Halftime, Carbohydrates and a Re-Warm Up

Halftime of a soccer match is a short break between two periods of intense activity. It’s also a time for players to recover from the first period, re-hydrate, take in a few carbohydrates and a receive feedback and instructions from their coach. All squeezed into a 10-15 minute break. As such, different coaches may approach halftime differently. What is the best strategy for halftime? What should players do to recovery quickly and prepare themselves for the next period of play? Two recent studies shed some light on these questions. They give some insight on diet, hydration and physical activity practices that may help players maximize their second-half performance.

In the first study, Dr. Mark Russell and his colleagues looked at how carbohydrate ingestion during a match (sports drink) affects blood glucose (Russell et al., 2014). They found that drinking 150-200 ml (5-7 oz) before and every 15 minutes during the match and at halftime had a positive effect on blood glucose. But, this effect was found only at the end of the first period. During the second period, when blood glucose levels begin to wane, the carbohydrate drink had no effect.

Although carbohydrate is known to influence the physical proficiency and decision making of a player. So the recommendation is made to change the halftime food habit practices to enhance the player’s performance. Research is going on to find out alternatives to carbohydrate drinks which can provide more energy to the players. Click on imp source to read more about this.

One of the more interesting aspects of the study is the finding that blood glucose declined during the halftime break, despite the fact that the players drank a carbohydrate beverage five minutes into the 15-minute break. Thus, the players started the second period with fairly low blood glucose levels – not considered hypoglycemic, but close. Low blood glucose at the start of the second period could have a several negative impacts on their performance in the initial minutes. Slow, lethargic and fewer high intensity efforts are characteristic of low blood glucose.

Blood glucose during exercise and recovery is influenced by a number of factors. Insulin is a potent hormone that is released in response to high blood glucose. This promotes glucose uptake by fat and liver cells. Epinephrine (adrenalin) has the opposite effect, it stimulates the liver to break down its glycogen and release it into the blood as glucose. Cortisol has a similar effect. During exercise, especially intense exercise, epinephrine and cortisol levels in the blood are increased. In addition, insulin release is suppressed. This combination stimulates glucose release from the liver and prevents its uptake by fat cells. Thus, blood glucose levels are elevated. This provides the muscle with an ample supply of carbohydrate for its energy needs. In addition, hypoglycemia is prevented.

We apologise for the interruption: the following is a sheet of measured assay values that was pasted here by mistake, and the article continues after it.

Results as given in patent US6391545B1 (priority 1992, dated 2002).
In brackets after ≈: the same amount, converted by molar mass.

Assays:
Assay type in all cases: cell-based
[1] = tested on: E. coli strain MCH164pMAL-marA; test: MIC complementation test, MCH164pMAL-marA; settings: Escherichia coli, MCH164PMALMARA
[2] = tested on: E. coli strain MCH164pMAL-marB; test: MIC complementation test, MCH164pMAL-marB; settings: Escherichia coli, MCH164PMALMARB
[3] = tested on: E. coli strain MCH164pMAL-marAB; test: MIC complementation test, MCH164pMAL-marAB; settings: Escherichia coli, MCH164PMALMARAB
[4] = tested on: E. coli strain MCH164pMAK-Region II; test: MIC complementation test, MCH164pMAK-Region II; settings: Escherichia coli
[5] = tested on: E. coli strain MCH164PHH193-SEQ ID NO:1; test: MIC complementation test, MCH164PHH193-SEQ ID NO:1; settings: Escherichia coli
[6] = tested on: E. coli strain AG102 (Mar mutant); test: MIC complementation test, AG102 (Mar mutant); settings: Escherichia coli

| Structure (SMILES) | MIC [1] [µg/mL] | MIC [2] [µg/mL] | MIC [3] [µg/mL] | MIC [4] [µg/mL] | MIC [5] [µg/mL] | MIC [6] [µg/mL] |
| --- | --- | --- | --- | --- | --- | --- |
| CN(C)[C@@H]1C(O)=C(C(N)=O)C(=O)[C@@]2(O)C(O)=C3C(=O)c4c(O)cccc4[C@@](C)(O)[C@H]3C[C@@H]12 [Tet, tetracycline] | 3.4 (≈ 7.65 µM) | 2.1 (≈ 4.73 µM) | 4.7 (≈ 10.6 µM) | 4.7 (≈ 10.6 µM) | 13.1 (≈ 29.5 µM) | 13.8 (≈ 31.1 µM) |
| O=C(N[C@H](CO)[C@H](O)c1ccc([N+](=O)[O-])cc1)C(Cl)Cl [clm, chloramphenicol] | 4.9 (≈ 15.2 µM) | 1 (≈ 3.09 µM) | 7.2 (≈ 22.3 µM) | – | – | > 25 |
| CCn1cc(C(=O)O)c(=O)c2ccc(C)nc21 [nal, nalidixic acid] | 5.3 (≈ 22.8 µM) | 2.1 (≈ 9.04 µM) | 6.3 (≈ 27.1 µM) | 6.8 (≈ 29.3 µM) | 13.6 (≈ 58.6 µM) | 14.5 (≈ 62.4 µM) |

For the most part, the body views halftime as recovery. Things change during recovery. Within minutes of stopping exercise, epinephrine and cortisol levels subside and insulin levels rise. This stimulates glucose to move into the live (and muscle) to be stored as glycogen. When a carbohydrate sports drink is taken in and glucose enters the blood, the insulin response may be greater. This in turn, could lead to greater glucose uptake by the liver and reduced blood glucose or a “transient hypoglycemia”. This may be what happened during the halftime period of Dr. Russell’s study. In this case, the carbohydrate drink per se did not cause hypoglycemia, but it did not prevent the drop in glucose during recovery.

So, what should a player to do during halftime – drink carbohydrates or not? How can an athlete re-hydrate and replenish energy stores without sacrificing performance. Some insight might be gained from the second study.

This study focused on the benefits of a re-warm up during halftime (Edholm et al., 2014). During the 15-minute halftime of a competitive match, the researchers asked one-half of the players to take on a traditional passive recovery (control group). The other players were asked to rest for 7 minutes then do some low to moderate intensity jogging and calisthenics for the remaining 7 minutes (re-warm up group). In a second match, the players reversed their halftime strategy.

The researchers found that sprint and vertical jump performance declined during the first half. This was expected. However, during the 15-minute halftime interval, performance further declined in the control group but not in the re-warm up group. Thus, the re-warm up group was better prepared for the second period. Also, the re-warm up group maintained greater ball possession and had less defensive running than the control group. Thus a 7-minute, active re-warm up during halftime benefited player performance. Other studies have shown similar benefits of a re-warm up. In terms of match performance, it’s easy to envision how being physically ready to compete at the start of the second half could lead to a fast start and goal scoring opportunities.

One concern of an active re-warm up is that the amount of energy expended could impact performance later in the match. The researchers (and others) found that this is not the case. Seven minutes of low to moderate intensity activity had no negative impact on markers of fatigue such as running distance and intensity or exercising heart rate in the later stages of a match.